La democrazia partecipata, cioè col consenso del popolo e l’esercizio dei suoi diritti, è in forte declino. Questo fenomeno varia da paese a paese sia nelle forme sia nelle date in cui quel fenomeno ebbe inizio, ma il processo di decadimento è generale in tutti i continenti che compongono il nostro pianeta. Per noi il decadimento cominciò una trentina d’anni fa ed è andato aumentando nel ventennio berlusconiano ma, continua ad aumentare sempre di più. Il fenomeno si manifesta soprattutto in Occidente dove le democrazie partecipate sono nate e si sono sviluppate. Il sondaggio accenna anche alle cause che fanno da sottofondo al fenomeno ma in questo caso non si tratta più di sondaggio bensì di interpretazione dei sondaggisti. La causa si chiama indifferenza, soprattutto da parte dei giovani. O addirittura lo si può chiamare nichilismo. I giovani non si interessano alla politica né alla storia e al lascito di esperienze che il passato consegna al presente e si disinteressano anche del futuro.

Ovviamente non tutti i giovani sono indifferenti e nichilisti e non tutti gli indifferenti e nichilisti sono giovani, ma le dimensioni del fenomeno sono quelle già dette. Attenzione: non sono dei bamboccioni che vivono nelle braccia protettive di mamma e papà; sono giovani fattivi, arditi, creativi. Ma la democrazia partecipata non rientra nei loro interessi. A questo si deve aggiungere che alcuni (molti) governi approfittano di quest’indifferenza e addirittura la anticipano sottraendo diritti politici al tessuto costituzionale sicché, quand’anche la maggioranza dei giovani cambiasse atteggiamento, i diritti concernenti la democrazia partecipata non ci sarebbero più o sarebbero stati fortemente ridotti Consegno ai nostri lettori queste considerazioni. Se mi leggono questo è un segno che vedranno questo fenomeno con analoghe preoccupazioni. Quei diritti mi riguardano anche personalmente perché, pur essendo vecchio, ne usufruisco e vedendoli ridotti o aboliti anche io protesto e me ne dolgo.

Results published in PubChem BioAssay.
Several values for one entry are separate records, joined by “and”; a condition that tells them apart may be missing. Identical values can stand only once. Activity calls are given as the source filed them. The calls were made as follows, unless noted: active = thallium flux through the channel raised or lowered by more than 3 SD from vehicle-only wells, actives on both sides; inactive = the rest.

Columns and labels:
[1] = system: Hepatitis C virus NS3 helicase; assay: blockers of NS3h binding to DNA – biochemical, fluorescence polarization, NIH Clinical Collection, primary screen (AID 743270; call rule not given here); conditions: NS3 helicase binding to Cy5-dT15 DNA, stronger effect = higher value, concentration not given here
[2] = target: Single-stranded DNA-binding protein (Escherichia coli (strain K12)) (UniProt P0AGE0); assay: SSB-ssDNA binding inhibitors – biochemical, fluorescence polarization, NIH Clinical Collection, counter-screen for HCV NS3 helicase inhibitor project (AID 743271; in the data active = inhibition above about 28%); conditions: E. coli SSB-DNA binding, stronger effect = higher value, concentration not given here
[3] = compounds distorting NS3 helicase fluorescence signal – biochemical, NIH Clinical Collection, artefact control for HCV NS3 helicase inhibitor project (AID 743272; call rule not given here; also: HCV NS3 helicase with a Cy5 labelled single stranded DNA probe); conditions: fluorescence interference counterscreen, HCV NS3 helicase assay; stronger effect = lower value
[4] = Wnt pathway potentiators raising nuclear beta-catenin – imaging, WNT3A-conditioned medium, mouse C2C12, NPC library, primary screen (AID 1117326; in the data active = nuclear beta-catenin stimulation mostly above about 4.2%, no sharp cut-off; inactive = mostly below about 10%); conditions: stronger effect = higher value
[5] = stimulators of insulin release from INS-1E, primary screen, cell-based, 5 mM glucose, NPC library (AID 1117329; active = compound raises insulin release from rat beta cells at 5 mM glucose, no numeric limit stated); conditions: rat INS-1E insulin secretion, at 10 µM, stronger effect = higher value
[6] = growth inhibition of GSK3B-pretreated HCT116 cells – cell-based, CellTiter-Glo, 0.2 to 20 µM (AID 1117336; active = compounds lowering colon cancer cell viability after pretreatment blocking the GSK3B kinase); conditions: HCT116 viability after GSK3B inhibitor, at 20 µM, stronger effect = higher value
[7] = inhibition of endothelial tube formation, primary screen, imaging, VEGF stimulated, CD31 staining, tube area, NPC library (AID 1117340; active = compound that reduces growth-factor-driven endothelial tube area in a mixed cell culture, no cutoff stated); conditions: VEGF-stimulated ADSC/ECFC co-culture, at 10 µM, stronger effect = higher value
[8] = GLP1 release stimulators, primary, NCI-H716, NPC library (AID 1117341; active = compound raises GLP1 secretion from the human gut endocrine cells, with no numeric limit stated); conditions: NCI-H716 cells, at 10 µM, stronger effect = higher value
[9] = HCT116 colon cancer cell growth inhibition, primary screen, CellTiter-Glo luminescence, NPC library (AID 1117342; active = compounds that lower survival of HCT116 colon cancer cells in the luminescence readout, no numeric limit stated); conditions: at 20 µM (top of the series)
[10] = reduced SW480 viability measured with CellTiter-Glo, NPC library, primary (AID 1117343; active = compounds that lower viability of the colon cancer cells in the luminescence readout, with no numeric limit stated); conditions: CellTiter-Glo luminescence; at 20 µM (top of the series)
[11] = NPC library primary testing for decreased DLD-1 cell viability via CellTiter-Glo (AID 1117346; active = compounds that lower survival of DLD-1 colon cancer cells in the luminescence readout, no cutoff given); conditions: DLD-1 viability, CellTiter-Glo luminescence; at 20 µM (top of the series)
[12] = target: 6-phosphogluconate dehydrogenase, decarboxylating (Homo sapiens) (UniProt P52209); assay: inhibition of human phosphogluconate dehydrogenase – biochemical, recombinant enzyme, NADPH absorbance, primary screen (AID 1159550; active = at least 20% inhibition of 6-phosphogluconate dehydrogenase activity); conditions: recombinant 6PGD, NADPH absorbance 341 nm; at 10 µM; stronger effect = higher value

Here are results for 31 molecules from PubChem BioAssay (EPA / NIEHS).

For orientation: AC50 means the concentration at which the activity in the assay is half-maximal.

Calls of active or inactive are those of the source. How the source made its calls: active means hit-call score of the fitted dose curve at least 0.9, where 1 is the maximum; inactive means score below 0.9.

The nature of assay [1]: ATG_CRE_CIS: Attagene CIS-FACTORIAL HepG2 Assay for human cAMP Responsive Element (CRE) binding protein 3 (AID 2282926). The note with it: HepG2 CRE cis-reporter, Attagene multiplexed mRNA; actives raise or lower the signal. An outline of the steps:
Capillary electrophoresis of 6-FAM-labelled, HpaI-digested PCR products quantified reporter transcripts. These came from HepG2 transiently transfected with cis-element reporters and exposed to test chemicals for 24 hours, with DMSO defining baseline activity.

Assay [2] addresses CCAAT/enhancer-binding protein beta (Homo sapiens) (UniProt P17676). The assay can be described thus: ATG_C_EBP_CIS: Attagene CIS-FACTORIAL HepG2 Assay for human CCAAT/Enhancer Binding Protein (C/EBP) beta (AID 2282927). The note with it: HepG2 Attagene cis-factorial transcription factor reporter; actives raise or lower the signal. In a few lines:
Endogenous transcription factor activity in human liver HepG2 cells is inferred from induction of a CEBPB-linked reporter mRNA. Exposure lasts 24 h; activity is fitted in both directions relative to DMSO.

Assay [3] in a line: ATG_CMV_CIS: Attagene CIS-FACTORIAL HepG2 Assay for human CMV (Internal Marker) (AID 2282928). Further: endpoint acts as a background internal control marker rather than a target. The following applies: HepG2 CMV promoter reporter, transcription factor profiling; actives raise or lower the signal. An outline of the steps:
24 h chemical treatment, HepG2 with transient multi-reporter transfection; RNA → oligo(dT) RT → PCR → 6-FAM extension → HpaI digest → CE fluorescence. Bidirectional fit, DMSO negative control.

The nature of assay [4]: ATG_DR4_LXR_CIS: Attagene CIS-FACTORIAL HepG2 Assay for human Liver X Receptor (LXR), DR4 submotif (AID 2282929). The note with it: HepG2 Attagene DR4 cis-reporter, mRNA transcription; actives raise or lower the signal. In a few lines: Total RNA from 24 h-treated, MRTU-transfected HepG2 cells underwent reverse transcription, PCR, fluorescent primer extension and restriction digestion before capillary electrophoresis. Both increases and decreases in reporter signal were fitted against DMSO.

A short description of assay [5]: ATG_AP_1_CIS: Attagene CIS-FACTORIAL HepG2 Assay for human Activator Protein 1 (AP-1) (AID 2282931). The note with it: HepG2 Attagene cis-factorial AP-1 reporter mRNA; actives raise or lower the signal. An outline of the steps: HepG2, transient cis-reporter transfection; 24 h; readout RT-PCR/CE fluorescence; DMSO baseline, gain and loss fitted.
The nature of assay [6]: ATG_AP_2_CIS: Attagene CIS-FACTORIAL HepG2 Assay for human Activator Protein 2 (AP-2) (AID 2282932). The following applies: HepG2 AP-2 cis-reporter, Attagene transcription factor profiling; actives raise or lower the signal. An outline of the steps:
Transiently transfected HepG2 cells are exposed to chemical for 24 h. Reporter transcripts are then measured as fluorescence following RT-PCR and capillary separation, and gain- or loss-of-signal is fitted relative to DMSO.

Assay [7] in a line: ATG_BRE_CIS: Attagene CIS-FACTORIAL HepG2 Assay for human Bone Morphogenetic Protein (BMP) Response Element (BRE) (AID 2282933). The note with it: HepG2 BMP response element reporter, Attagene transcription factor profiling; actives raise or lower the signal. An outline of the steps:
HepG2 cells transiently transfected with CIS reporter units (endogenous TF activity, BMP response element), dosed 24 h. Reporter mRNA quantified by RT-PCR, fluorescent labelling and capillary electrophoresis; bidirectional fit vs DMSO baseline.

He is probably referring to a recent article by Thomas Friedman. Those belonging to our generation, who have lived both the end of the Cold War and 9/11 in our adult lives, have a clear perception of this decline. I am preoccupied for those who are younger and whose experience has been one of continuously shrinking democracy, accompanied by the deterioration of the quality of journalism too.


A vision for Europe


It took 30 years to turn this belief of Willy Brandt into reality. What should we wish ourselves, for year 2044? To have a united Europe, where many languages are spoken by every child? Where the cultures remain intact, but we all share one passport? A blueprint for energy policy, fostering entrepreneurship on our territory, where there are cultural and religious tolerance? A united defence policy even if soft power remains the key instrument? A sustainable financial balance, between discipline and multi-generation investments? What else?


Against fascism.

10929009_419613654863011_1181077405639764915_nAgainst fascism. All kinds of. Just mentioning a couple of examples. There are more. Unfortunately.


We are not afraid



2015: the year of consistence and action

10906201_826047277437301_2463693655382188075_nWe read every Sunday Eugenio Scalfari’s editorial. Sometimes we agree, sometimes we disagree, sometimes we find it boring, sometimes too patronizing. Still it is our way for marking the Zeitgeist. It was so when we read the printed copy spread on a small table, sipping cappuccino prepared by the friendly Sebastian at the Bar Pavia in Rome. And it is so now, when we read the less sexy online edition on our kitchen table in Dusseldorf or in Berlin sipping a home-made cappuccino.

The editorial published on December 28th contains yet another sad truth, the lack of consistence and action in our native country, Italy. And then yesterday our berliner-roman friend Betta shared on fb a post by blogger Claudio Gnessi which, on a roman neighborhood scale, deals with the same problem.

Consistence and action. And lack of. And the reasons why. Continue reading ‘2015: the year of consistence and action’